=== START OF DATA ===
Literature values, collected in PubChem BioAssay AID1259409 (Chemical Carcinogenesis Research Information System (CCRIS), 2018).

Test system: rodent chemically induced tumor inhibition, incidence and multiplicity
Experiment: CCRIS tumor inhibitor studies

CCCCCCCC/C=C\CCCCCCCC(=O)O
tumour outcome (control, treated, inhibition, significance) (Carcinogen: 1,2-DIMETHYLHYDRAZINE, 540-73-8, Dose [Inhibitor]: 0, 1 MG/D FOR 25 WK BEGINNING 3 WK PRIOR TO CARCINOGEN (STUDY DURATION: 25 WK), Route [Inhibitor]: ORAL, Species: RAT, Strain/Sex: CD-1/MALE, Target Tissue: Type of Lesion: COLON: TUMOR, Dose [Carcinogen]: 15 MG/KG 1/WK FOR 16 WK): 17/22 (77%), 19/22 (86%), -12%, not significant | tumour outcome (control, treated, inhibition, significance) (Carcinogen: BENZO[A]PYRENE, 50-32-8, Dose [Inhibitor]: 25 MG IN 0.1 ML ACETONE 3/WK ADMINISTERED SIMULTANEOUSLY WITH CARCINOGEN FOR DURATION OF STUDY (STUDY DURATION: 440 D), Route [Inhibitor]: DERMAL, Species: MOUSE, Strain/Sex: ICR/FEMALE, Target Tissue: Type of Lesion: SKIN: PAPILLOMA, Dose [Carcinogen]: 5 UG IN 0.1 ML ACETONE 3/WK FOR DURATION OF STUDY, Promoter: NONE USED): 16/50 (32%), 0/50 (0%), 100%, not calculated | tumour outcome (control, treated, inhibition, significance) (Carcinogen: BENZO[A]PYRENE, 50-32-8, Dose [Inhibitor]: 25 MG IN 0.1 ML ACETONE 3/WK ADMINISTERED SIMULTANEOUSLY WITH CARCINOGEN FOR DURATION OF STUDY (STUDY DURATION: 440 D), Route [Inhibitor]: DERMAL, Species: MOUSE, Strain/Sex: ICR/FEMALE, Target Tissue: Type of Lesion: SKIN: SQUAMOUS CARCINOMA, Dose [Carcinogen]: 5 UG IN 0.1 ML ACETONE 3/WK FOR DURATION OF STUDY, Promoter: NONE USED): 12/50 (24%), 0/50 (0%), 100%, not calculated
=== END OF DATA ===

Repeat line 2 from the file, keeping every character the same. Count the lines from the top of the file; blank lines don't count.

Test system: rodent chemically induced tumor inhibition, incidence and multiplicity